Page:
"President Barack Obama is standing his position that a public option for health insurance coverage should be considered as part of legislation to overhaul the health care system," The Associated Press reports.
"In an interview Thursday with Philadelphia-based radio talk show host Michael Smerconish, Obama said that "the press got excited and some folks on the left got a little excited" when the administration last weekend made statements indicating that a publicly-run health insurance option was just one of several alternatives. Obama said, 'What we've said is that there are a number of components to health care.' The president also said that 'the key is cost control' and that there are any number of ways to reach that objective" (8/20).
Chicago Tribune: "The centerpiece of this show with radio host Smerconish was the president's attempt to communicate and answer questions about his health-care plans with an audience that is largely skeptical of his initiative." One caller asked Obama what health care legislation "must" include. He responded with four points: "'No. 1, it's got to be deficit-neutral. This has to be paid for. Point No. 2, it has to bend the cost curve. We've got to reduce a plan that experts credibly say will reduce health care cost inflation. No. 3, we've got to have the insurance reforms I've talked about for people who already have health insurance,' he said, including a ban against dropping coverage for people who are ill or blocking coverage for people with pre-existing conditions. 'No. 4, I want to make sure that we have a health exchange where you will have a set of options. You can go and look at a bunch of options, and we have to make it affordable.'"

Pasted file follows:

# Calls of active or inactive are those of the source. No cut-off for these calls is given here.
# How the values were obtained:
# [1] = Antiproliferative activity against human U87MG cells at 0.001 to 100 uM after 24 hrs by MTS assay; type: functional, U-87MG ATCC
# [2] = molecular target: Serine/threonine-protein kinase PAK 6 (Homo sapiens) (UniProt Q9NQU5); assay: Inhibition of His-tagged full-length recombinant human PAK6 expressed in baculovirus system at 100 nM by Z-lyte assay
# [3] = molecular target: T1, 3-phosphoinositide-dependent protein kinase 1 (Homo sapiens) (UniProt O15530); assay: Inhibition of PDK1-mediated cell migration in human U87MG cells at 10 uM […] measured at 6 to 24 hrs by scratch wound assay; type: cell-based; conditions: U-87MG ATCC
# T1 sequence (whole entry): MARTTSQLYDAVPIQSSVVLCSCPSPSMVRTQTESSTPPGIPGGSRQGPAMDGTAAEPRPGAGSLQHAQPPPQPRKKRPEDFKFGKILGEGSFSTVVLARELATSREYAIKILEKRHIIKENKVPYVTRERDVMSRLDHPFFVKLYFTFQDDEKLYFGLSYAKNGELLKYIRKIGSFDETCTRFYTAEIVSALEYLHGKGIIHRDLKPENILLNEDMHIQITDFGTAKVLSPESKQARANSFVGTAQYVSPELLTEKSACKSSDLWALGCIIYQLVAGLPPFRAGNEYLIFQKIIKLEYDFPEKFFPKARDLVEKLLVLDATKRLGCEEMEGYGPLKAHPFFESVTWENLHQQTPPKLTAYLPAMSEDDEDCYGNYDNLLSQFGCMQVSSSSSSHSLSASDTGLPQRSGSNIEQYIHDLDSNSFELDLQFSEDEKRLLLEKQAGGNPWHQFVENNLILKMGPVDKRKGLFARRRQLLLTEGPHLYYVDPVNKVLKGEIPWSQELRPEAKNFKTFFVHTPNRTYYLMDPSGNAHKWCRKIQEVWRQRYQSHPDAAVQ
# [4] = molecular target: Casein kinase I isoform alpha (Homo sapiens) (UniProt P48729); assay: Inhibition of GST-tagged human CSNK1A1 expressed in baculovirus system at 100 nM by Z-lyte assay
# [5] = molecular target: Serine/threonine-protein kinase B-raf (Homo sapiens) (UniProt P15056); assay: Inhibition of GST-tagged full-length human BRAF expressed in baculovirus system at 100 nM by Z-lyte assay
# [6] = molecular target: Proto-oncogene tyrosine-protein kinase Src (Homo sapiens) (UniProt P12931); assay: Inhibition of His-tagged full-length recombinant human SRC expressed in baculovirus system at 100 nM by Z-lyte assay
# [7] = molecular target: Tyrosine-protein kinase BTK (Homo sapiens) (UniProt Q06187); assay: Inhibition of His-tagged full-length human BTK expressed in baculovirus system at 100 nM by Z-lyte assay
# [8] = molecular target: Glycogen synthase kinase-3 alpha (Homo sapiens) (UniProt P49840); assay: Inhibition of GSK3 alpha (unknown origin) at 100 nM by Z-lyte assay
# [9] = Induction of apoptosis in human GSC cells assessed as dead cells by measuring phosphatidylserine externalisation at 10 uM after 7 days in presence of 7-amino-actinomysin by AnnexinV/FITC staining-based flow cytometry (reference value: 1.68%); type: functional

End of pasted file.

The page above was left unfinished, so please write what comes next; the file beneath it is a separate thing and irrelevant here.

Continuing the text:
Also on Thursday, the president held a conference call and Webcast with supporters, many of whom are part of the Democratic Party-sponsored Organizing for America. "'Sometimes it seems like one loud voice can drown out all the sensible voices out there. There is something about August going into September where everybody in Washington gets all wee-weed up,'' Obama said, calling on his network of first campaign and now party supporters to mobilize against myths that critics of his health-care plan are spreading" (Silva, 8/20).
Source: Kaiser Health News